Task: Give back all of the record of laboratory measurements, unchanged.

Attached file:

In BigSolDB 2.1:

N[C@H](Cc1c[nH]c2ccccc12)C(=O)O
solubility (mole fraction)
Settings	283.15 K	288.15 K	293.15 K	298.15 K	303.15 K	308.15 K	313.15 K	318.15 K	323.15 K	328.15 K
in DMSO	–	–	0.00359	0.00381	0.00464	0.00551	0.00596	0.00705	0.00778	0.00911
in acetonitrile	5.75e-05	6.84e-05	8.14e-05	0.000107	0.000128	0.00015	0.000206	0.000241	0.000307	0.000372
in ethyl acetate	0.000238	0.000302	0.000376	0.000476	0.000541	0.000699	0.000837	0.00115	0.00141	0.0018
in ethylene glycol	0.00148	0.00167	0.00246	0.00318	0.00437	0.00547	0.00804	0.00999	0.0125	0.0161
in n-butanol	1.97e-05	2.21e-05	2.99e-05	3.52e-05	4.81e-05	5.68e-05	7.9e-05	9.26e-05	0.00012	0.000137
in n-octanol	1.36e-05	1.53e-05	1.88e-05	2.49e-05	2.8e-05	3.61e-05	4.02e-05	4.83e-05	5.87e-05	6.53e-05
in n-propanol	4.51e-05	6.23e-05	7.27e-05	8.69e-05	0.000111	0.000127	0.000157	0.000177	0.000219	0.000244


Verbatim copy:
In BigSolDB 2.1:

N[C@H](Cc1c[nH]c2ccccc12)C(=O)O
solubility (mole fraction)
Settings	283.15 K	288.15 K	293.15 K	298.15 K	303.15 K	308.15 K	313.15 K	318.15 K	323.15 K	328.15 K
in DMSO	–	–	0.00359	0.00381	0.00464	0.00551	0.00596	0.00705	0.00778	0.00911
in acetonitrile	5.75e-05	6.84e-05	8.14e-05	0.000107	0.000128	0.00015	0.000206	0.000241	0.000307	0.000372
in ethyl acetate	0.000238	0.000302	0.000376	0.000476	0.000541	0.000699	0.000837	0.00115	0.00141	0.0018
in ethylene glycol	0.00148	0.00167	0.00246	0.00318	0.00437	0.00547	0.00804	0.00999	0.0125	0.0161
in n-butanol	1.97e-05	2.21e-05	2.99e-05	3.52e-05	4.81e-05	5.68e-05	7.9e-05	9.26e-05	0.00012	0.000137
in n-octanol	1.36e-05	1.53e-05	1.88e-05	2.49e-05	2.8e-05	3.61e-05	4.02e-05	4.83e-05	5.87e-05	6.53e-05
in n-propanol	4.51e-05	6.23e-05	7.27e-05	8.69e-05	0.000111	0.000127	0.000157	0.000177	0.000219	0.000244